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Atmospheric Measurement Techniques An interactive open-access journal of the European Geosciences Union
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Discussion papers
https://doi.org/10.5194/amtd-5-351-2012
© Author(s) 2012. This work is distributed under
the Creative Commons Attribution 3.0 License.
https://doi.org/10.5194/amtd-5-351-2012
© Author(s) 2012. This work is distributed under
the Creative Commons Attribution 3.0 License.

Submitted as: research article 10 Jan 2012

Submitted as: research article | 10 Jan 2012

Review status
This discussion paper is a preprint. A revision of the manuscript for further review has not been submitted.

Flux correction for closed-path laser spectrometers without internal water vapor measurements

R. V. Hiller1, C. Zellweger2, A. Knohl3, and W. Eugster1 R. V. Hiller et al.
  • 1Institute of Agricultural Sciences, ETH Zurich, Zürich, Switzerland
  • 2Empa, Materials Science & Technology, Dübendorf, Switzerland
  • 3Institute of Bioclimatology, Georg-August University of Göttingen, Göttingen, Germany

Abstract. Recently, instruments became available on the market that provide the possibility to perform eddy covariance flux measurements of CH4 and many other trace gases, including the traditional CO2 and H2O. Most of these instruments employ laser spectroscopy, where a cross-sensitivity to H2O is frequently observed leading to an increased dilution effect. Additionally, sorption processes at the intake tube walls modify and delay the observed H2O signal in closed-path systems more strongly than the signal of the sampled trace gas. Thereby, a phase shift between the trace gas and H2O fluctuations is introduced that dampens the H2O flux observed in the sampling cell. For instruments that do not provide direct H2O measurement in the sampling cell, transfer functions from externally measured H2O fluxes are needed to estimate the effect of H2O on trace gas flux measurements. The effects of cross-sensitivity and the damping are shown for an eddy covariance setup with the Fast Greenhouse Gas Analyzer (FGGA, Los Gatos Research Inc.) that measures CO2, CH4, and H2O fluxes. This instrument is technically identical with the Fast Methane Analyzer (FMA, Los Gatos Research Inc.) that does not measure H2O concentrations. Hence, we used measurements from a FGGA to derive a modified correction for the FMA accounting for dilution as well as phase shift effects in our instrumental setup. With our specific setup for eddy covariance flux measurements, the cross-sensitivity counteracts the damping effects, which compensate each other. Hence, the new correction only deviates very slightly from the traditional Webb, Pearman, and Leuning density correction, which is calculated from separate measurements of the atmospheric water vapor flux.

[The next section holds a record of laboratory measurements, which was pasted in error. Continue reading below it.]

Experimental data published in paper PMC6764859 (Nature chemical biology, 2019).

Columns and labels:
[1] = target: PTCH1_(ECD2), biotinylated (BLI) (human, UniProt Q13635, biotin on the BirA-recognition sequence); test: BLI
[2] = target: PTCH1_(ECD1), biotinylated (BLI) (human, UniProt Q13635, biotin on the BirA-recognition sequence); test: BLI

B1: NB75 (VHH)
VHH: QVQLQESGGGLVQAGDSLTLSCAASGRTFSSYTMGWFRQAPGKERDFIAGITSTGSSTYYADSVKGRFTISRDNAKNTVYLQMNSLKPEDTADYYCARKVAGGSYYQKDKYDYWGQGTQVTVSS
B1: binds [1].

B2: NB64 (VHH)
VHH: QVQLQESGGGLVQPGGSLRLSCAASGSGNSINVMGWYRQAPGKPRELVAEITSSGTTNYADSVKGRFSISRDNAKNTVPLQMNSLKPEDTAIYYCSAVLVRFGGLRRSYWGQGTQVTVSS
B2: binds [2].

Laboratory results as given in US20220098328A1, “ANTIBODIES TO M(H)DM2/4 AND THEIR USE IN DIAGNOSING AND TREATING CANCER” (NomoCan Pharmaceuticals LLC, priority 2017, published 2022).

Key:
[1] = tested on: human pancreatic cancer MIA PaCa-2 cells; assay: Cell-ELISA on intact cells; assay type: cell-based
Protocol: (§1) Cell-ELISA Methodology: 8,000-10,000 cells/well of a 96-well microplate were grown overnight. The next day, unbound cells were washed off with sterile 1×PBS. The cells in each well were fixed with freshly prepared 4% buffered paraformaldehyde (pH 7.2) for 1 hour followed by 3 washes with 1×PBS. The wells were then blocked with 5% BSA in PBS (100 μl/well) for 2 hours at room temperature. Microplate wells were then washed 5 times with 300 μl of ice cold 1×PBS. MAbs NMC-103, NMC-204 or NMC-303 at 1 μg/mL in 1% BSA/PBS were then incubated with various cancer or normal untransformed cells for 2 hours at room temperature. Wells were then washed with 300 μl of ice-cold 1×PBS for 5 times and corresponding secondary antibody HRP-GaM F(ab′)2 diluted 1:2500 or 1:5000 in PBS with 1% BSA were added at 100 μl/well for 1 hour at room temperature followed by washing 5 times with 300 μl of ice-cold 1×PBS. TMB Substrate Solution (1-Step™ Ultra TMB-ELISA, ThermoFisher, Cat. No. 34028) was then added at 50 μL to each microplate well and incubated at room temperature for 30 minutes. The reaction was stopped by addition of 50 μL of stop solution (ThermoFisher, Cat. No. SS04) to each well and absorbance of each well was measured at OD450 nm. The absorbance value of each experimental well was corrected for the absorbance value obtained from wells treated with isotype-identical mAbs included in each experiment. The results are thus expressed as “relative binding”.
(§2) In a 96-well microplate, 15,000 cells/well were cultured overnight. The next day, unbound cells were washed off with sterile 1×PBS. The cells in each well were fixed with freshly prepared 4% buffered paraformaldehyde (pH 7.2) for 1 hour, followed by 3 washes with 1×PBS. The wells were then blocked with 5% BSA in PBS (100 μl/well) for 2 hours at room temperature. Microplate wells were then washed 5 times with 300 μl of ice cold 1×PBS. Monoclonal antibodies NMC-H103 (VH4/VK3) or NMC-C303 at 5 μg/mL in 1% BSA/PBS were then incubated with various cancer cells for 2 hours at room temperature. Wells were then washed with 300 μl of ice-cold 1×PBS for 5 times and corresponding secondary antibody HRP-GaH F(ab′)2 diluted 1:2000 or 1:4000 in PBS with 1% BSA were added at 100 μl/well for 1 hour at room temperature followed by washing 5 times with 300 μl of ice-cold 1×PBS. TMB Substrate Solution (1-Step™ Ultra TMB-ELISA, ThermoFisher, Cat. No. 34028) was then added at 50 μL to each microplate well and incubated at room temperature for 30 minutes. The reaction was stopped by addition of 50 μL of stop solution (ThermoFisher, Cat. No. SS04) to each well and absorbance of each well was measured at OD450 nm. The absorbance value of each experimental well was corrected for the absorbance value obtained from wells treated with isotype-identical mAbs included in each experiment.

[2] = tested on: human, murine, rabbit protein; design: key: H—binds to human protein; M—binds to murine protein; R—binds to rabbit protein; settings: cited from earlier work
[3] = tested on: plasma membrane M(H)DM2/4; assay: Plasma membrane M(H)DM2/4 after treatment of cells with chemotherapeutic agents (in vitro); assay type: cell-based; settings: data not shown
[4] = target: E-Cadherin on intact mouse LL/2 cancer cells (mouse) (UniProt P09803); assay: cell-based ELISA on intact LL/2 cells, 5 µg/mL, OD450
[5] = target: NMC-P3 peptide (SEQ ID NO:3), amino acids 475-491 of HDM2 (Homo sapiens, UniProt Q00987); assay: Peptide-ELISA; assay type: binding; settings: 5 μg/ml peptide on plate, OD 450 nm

R. V. Hiller et al.
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Interactive discussion
Status: closed (peer review stopped)
Status: closed (peer review stopped)
AC: Author comment | RC: Referee comment | SC: Short comment | EC: Editor comment
Printer-friendly Version - Printer-friendly version Supplement - Supplement
R. V. Hiller et al.
R. V. Hiller et al.
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